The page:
Diagnosis and Managing Attention Deficit Hyperactivity Disorder (ADHD) in Children

Everyone – child, teen and adult – has times when they have trouble focusing, are disorganized, or feel fidgety. For most of us, those issues are temporary and relatively harmless. However, for kids with attention deficit hyperactivity disorder, or ADHD, problems with hyperactivity, distractibility and impulsivity are persistent and impairing. If your child has ongoing patterns of difficulty paying attention, being overactive, or acting without thinking that significantly interfere with home or school life, the experts at University Hospitals Rainbow Babies & Children’s Hospital's Division of Developmental and Behavioral Pediatrics and Psychology are here to help.

What is ADHD?

ADHD is a brain-based biological disorder and the most commonly diagnosed behavior disorder of childhood. Symptoms may be present from a very young age, but most families seek help when their children are old enough for symptoms to interfere with learning and social adjustment in school. While the precise cause of ADHD is unknown, evidence indicates that it is caused by a combination of genetic and environmental factors.

There are three primary types of ADHD:

  • ADHD combined type. This is the most common type of ADHD, characterized by both impulsive and hyperactive behaviors as well as inattention and distractibility. Boys are more likely than girls to experience ADHD with hyperactive symptoms.
  • ADHD, inattentive and distractible type. This type of ADHD is characterized by inattention and distractibility without hyperactivity. Girls with ADHD are more likely to have this version, rather than hyperactivity.
  • ADHD, impulsivity/hyperactive type. Children with this least common type of ADHD demonstrate impulsive and hyperactive behaviors without inattention and distractibility.

How is ADHD diagnosed?

In UH Rainbow Babies & Children's Hospital's Division of Developmental and Behavioral Pediatrics, experts in developmental behavioral pediatrics, pediatric neuropsychology, and pediatric psychology will work with your family to help you understand the causes of your child's concerning behaviors. We will obtain a detailed history of your child's behavior from you and your child's teachers, observe your child's behaviors under varied circumstances, and conduct physical, neurological, and psychological testing to determine if your child has ADHD. Your appointment will also include assessment for other conditions that commonly co-occur with ADHD, such as learning disabilities, anxiety disorder, conduct disorder or depression.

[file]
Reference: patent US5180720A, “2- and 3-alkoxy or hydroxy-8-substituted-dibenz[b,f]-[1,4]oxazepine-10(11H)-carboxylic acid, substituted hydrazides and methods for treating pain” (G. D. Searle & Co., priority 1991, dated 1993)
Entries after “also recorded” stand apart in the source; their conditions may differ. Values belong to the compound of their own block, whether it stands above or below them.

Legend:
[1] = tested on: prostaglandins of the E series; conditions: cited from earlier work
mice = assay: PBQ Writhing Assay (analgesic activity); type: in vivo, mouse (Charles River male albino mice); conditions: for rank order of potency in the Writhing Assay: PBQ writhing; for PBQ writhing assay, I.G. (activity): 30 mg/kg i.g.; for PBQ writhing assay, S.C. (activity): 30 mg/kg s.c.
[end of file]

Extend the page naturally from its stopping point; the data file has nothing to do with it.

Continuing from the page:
What is the treatment for ADHD?

While there is no cure for ADHD, currently available treatments can help reduce symptoms and improve your child’s functioning. Treatments include medication, psychotherapy, behavioral interventions, or a combination of treatments.

The Division of Developmental and Behavioral Pediatrics will work with you to find the treatments that work best for your child and help him or her manage the symptoms that get in the way of functioning or development.

For many children and teens, ADHD medications reduce hyperactivity and impulsivity and improve their ability to focus, work and learn. Behavioral therapies can help children and families better cope with daily challenges and help kids and teens stay organized and follow directions. We can work with parents to give you the tools to better manage your child's disruptive or negative behaviors and reinforce positive behaviors. Your Rainbow specialist can also work with your child's school to help children succeed in the classroom.